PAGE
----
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Author tim.peters
Recipients christian.heimes, gvanrossum, nascheme, noam, rhettinger, tim.peters
Date 2007-12-18.07:28:52
SpamBayes Score 0.00025928448
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It's not a question of bugs.  Call the machine writing the string W and
the machine reading the string R.  Then there are 4 ways R can get back
the double W started with when using the suggested algorithm:

1. W and R are the same machine.  This is the way that's most obvious.

The rest apply when W and R are different machines (by which I really
mean both use 754 doubles, but use different C libraries for
double<->string conversions):

2. W and R both do correct-rounding string->double.  This is obvious too
 (although it may not be obvious that it's /not/ also necessary that W
do correct-rounding double->string).

3. W and R both conform to the 754 standard, and W did produce 17
significant digits (or fewer if trailing zeroes were chopped).  This one
is neither obvious nor non-obvious:  that "it works" is something the
754 standard requires.

4. W produced fewer than 17 significant digits, and W and/or R do not do
correct rounding.  Then it works, or fails, by luck, and this has
nothing to do whether the double<->string algorithms have bugs.  There
are countless ways to code such routines that will fail in some cases --
doing correct rounding in all cases is the only way that won't fail in
some cases of producing fewer than 17 significant digits (and exactly
which cases depend on all the details of the specific
non-correct-rounding algorithms W and/or R implement).

This has nothing to do with what will or won't satisfy me, either.  I'm
happy with what Python currently does, which is to rely on #3 above.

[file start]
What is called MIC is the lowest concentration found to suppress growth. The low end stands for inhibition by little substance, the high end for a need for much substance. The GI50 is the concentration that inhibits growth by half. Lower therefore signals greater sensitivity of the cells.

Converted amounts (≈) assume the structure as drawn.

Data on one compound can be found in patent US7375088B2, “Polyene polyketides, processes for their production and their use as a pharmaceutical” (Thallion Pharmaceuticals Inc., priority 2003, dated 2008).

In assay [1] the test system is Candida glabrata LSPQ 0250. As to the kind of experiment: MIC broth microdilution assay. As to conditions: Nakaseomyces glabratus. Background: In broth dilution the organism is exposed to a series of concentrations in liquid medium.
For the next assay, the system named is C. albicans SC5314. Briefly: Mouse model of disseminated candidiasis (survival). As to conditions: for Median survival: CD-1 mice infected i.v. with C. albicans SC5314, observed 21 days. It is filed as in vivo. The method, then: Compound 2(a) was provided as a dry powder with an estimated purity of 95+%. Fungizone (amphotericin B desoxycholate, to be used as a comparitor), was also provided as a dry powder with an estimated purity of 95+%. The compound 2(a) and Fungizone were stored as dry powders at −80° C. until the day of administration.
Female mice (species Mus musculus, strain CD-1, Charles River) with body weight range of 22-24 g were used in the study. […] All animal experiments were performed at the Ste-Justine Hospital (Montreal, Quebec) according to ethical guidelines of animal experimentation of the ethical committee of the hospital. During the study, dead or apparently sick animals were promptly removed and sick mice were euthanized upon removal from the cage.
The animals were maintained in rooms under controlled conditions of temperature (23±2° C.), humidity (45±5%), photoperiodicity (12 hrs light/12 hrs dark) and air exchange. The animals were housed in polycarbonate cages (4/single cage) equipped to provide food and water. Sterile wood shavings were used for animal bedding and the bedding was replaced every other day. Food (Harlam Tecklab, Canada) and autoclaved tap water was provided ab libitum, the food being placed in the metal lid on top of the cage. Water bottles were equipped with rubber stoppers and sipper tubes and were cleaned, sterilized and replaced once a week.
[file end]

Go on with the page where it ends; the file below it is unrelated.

That's explainable (what's hard about understanding "%.17g"?), and
relies only on what the 754 standard requires.

There is no easy way around this, period.  If you're willing to give up
on float(repr(x)) == x cross-754-platform in some cases (and are willing
to be unable to spell out /which/ cases), then many easy alternates exist.

Maybe this is a missing fact:  I don't care whether float(repr(x)) == x.
 It would, for example, be fine by me if Python used a plain %.8g format
for str and repr.  But I'm not indulging wishful thinking about the
difficulties in ensuring float(repr(x)) == x either ;-)

BTW, about  passing that test
does not guarantee the platform does correct rounding.  It uses a fixed
set of test cases that were in fact obtained from running the algorithm
I invented for efficiently finding "hard" cases in the early 90s (and
implemented by Vern Paxson, and then picked up by the authors of the
test suite you found).  It's "very likely" that an implementation that
doesn't do correct rounding will fail on at least one of those cases,
but not certain.  Exhaustive testing is impossible (too many cases).
Date User Action Args
2007-12-18 07:28:55tim.peterssetspambayes_score: 0.000259284 -> 0.00025928448
recipients: + tim.peters, gvanrossum, nascheme, rhettinger, christian.heimes, noam
2007-12-18 07:28:54tim.peterssetspambayes_score: 0.000259284 -> 0.000259284
messageid: <>
2007-12-18 07:28:54tim.peterslinkissue1580 messages
2007-12-18 07:28:52tim.peterscreate